Cambodia generated $1.520 billion in customs revenue in the first eight months of this year, equivalent to 64.2 per cent of the target set by the Law on Financial Management for 2021, despite the ongoing Covid-19 crisis.

These figures were revealed on September 10 by General Department of Customs and Excise (GDCE) director-general Kun Nhem at a virtual press conference on import duties for vehicles.

These numbers coupled with a July 15 GDCE report imply that around $360 million in customs duties was collected in July-August, accounting for more than 15 per cent of this year’s nearly $2.4 billion goal.

Without providing concrete figures, Nhem commented that machinery and cars, motorcycles and other vehicles contributed a sizable chunk of the revenue, especially those that are imported for the Royal Cambodian Armed Forces and National Police.

He lauded the GDCE for it is role in collecting import and export duties and taxes to add to the national income.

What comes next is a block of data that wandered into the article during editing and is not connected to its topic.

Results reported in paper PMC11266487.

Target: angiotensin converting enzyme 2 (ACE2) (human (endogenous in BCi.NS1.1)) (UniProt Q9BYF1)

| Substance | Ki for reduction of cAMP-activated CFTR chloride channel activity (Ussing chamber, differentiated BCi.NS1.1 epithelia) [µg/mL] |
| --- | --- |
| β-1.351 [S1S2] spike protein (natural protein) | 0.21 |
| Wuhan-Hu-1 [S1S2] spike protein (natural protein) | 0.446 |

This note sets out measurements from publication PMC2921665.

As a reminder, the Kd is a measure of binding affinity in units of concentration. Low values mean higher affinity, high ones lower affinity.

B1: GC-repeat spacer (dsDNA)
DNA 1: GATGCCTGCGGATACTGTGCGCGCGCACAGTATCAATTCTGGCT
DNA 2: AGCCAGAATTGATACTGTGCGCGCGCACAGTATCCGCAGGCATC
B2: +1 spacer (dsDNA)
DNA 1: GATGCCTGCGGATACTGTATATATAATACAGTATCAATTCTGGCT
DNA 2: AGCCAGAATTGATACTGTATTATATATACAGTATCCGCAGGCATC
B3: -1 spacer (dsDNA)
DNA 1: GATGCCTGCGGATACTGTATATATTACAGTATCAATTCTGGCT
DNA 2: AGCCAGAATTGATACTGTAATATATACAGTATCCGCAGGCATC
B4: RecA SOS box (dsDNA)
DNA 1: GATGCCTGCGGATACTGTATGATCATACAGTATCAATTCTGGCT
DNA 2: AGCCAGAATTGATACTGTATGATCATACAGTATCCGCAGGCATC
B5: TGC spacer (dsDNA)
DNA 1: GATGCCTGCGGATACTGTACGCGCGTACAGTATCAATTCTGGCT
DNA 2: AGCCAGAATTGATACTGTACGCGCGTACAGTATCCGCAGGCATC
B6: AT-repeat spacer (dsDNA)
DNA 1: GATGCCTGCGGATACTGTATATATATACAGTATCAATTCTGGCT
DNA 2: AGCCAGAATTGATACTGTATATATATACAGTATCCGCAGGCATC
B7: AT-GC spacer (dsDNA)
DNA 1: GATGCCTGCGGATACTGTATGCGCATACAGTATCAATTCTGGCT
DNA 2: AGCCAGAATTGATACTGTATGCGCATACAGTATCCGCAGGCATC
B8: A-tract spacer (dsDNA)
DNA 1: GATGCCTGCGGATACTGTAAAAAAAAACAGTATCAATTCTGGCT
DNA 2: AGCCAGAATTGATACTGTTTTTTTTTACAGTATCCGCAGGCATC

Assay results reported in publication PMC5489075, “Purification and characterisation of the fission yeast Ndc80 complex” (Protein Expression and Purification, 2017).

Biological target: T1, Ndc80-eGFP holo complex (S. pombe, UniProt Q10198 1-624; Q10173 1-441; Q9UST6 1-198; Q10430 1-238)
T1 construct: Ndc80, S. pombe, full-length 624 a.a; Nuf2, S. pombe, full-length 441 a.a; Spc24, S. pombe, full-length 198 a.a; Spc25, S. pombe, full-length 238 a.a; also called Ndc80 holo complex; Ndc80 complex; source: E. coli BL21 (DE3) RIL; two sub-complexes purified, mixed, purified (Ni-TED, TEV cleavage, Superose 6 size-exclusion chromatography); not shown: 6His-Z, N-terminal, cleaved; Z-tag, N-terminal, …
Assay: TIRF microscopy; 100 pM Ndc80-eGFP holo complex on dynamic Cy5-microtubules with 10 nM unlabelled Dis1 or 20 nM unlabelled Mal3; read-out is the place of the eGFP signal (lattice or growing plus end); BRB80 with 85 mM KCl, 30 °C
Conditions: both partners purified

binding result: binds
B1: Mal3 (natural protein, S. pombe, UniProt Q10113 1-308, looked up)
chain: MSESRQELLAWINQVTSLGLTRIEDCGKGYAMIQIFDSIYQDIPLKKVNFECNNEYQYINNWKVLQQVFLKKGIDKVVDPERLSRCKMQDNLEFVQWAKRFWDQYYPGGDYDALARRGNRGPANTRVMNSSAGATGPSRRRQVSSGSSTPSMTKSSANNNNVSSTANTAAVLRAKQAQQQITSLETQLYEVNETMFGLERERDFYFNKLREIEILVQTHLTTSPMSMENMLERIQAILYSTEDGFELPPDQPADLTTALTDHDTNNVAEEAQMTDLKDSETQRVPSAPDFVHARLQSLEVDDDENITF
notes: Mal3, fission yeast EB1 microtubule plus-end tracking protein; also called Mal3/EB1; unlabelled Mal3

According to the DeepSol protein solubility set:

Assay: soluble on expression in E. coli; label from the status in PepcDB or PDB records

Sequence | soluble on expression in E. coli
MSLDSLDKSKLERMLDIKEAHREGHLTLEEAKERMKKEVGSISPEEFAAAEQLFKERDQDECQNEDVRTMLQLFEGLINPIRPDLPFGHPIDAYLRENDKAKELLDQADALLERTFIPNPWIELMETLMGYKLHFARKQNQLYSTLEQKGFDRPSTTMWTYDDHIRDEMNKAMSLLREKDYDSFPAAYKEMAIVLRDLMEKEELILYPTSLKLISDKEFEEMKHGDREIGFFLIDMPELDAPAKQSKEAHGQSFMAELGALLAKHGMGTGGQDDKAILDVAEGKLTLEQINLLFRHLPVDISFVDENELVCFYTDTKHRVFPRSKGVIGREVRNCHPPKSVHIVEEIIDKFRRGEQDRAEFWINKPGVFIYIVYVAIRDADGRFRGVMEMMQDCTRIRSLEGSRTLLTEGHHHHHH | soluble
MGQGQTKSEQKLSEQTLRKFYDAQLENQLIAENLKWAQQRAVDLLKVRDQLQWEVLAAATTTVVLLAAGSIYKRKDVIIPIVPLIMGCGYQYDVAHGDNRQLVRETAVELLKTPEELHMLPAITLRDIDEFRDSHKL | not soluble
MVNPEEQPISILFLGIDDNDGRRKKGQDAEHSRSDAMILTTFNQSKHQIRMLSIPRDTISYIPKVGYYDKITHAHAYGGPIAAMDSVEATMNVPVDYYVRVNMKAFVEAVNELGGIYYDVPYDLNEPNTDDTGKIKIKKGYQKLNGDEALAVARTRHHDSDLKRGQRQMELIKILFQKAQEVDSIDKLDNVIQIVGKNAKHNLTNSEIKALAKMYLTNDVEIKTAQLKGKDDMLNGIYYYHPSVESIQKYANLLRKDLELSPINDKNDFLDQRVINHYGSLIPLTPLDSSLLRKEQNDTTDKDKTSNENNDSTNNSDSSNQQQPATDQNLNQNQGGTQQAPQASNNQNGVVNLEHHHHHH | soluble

Cambodia Chamber of Commerce (CCC) vice-president Lim Heng noted that customs revenue remains on a general uptrend, which he said reflects that the Kingdom’s imports and exports are still performing well despite Covid.

He argued that the revenue collection cannot be considered stagnant, but rather has remained buoyant, supported by continually rising imports on the back of demand for construction materials and services across various sectors.

He pointed out that Phnom Penh is near the top of list for coronavirus inoculation rates, with virtually all segments of target populations fully-vaccinated and booster vaccination campaigns underway.

The rapid progress on jab drives will undoubtedly improve the Kingdom’s investment prospects, as the perceived risk of coronavirus infection falls, he said, adding that the free trade agreement with China will also reel in a host of international firms.

Last year, the GDCE collected $2.4196 billion in revenue, down $795.5 million or 24.8 per cent compared to 2019. This was equivalent to 83.5 per cent of the 2020 plan.